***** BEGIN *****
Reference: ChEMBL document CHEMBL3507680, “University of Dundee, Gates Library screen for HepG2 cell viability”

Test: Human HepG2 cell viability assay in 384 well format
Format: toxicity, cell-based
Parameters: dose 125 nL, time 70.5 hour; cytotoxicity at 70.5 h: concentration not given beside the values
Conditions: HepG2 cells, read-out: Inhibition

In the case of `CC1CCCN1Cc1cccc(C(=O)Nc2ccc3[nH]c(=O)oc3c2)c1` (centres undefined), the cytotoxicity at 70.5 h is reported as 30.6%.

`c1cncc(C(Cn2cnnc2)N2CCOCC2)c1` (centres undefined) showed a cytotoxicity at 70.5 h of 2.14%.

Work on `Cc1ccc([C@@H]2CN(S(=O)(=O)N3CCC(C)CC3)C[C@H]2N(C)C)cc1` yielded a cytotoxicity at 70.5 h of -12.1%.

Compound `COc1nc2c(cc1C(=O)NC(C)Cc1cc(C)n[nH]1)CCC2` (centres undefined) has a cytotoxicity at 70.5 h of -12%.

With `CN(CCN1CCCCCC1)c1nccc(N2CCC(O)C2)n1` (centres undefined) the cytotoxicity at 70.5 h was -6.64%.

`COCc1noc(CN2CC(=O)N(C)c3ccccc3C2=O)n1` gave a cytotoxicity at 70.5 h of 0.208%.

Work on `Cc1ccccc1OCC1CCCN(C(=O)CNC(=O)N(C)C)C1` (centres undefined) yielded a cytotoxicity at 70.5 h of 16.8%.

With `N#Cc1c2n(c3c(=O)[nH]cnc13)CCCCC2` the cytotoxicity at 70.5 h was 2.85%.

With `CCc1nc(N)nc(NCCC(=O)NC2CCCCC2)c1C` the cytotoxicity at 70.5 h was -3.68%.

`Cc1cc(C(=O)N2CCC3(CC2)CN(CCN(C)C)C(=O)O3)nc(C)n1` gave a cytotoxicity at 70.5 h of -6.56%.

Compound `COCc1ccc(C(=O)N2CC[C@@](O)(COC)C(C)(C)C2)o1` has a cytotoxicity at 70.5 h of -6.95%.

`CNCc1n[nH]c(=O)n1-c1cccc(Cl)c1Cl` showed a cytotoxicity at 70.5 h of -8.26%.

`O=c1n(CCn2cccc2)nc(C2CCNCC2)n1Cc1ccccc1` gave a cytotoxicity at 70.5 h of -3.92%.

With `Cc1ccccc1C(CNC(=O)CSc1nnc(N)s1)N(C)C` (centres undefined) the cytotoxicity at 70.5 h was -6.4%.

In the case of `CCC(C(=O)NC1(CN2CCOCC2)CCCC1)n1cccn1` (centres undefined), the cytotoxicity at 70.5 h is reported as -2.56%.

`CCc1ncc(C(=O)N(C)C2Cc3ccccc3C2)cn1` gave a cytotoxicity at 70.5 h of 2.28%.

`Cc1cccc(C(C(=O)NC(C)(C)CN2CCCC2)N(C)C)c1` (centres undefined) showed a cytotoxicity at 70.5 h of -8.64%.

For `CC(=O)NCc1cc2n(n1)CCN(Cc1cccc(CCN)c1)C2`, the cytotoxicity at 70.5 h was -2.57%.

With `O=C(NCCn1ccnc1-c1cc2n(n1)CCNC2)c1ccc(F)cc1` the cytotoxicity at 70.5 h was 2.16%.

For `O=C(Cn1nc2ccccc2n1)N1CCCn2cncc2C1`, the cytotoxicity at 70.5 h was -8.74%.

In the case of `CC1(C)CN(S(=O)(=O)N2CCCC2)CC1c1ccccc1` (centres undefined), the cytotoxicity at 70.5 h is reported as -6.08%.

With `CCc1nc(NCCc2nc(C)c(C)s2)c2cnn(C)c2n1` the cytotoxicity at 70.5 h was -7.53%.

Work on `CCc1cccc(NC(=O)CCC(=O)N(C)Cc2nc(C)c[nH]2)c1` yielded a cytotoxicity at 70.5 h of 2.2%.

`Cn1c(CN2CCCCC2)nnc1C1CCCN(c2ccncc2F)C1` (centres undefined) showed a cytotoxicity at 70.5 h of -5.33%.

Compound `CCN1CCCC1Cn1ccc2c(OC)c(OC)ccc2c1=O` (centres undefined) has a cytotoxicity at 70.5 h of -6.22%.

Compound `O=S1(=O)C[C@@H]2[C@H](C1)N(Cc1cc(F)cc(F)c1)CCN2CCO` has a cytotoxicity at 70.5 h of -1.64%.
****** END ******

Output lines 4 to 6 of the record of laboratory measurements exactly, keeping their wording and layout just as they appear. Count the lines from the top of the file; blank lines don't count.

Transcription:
Parameters: dose 125 nL, time 70.5 hour; cytotoxicity at 70.5 h: concentration not given beside the values
Conditions: HepG2 cells, read-out: Inhibition

In the case of `CC1CCCN1Cc1cccc(C(=O)Nc2ccc3[nH]c(=O)oc3c2)c1` (centres undefined), the cytotoxicity at 70.5 h is reported as 30.6%.